Markets & Research
All this and an election, too
Matt Miller
Political Economist

A presidential race will cap one of the topsy-turviest years in recent memory. The outcome could affect the outlook for certain industries.

What a turbulent year. COVID-19 has had an enormous impact, medically and economically. Markets have seesawed, falling off at the quickest pace on record before regaining a chunk of ground in what has thus far been a notable recovery, albeit a partial one. And, of course, protests about racial inequality have gripped the country.

On top of all this, it’s a presidential election year, with President Donald Trump and Vice President Joe Biden maneuvering to distinguish themselves amid the cacophony of social and political unease. Needless to say, it’s important to cut through the hype and hyperbole. With that in mind, here are some of the candidates’ top positions and likely goals, along with what their policies could mean for investors. Though there could be some overlap between the candidates, such as in infrastructure development, the priorities of each could have widely disparate effects on individual industries.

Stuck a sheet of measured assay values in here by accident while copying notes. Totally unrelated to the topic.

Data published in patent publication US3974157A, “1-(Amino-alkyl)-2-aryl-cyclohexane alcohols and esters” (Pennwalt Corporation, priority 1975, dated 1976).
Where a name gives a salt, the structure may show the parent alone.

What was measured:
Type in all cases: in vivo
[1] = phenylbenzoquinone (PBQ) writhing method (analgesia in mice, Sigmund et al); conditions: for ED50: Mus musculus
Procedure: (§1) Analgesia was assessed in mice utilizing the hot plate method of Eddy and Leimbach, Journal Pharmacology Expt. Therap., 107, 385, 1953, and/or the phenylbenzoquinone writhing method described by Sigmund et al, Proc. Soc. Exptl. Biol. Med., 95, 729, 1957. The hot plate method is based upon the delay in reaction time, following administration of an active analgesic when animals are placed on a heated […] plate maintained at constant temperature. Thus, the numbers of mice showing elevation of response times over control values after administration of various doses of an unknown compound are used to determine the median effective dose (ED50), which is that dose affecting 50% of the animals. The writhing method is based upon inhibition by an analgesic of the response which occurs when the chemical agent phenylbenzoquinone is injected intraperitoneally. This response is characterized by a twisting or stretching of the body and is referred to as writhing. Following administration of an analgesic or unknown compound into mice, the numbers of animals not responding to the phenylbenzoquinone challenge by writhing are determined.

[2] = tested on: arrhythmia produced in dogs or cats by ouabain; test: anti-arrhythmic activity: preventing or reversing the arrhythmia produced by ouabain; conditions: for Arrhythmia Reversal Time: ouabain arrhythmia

Regardless of who occupies the White House, there’s an essential point to keep in mind: Markets as a whole have moved higher during both Republican and Democratic administrations. As the accompanying chart shows, presidential elections have, historically speaking, made little difference when it comes to long-term investment returns.

President Trump

A fundamental question about Trump’s presidency is: Why does he want to be president? We know he’s competitive, but I’ve always thought he wanted to do a big infrastructure program. Buildings and construction are his bailiwick, and all politicians like their names emblazoned on freeways, airports and the like.

Thus, Trump could try to make infrastructure a centerpiece of his second term. I think in retrospect he wished he’d begun with that agenda in 2017, but got stuck in the morass of the repeal-and-replace health care fight. In fact, Trump himself has suggested as much, making a rare admission in a 2018 interview that there were some things he would have done differently in his first year.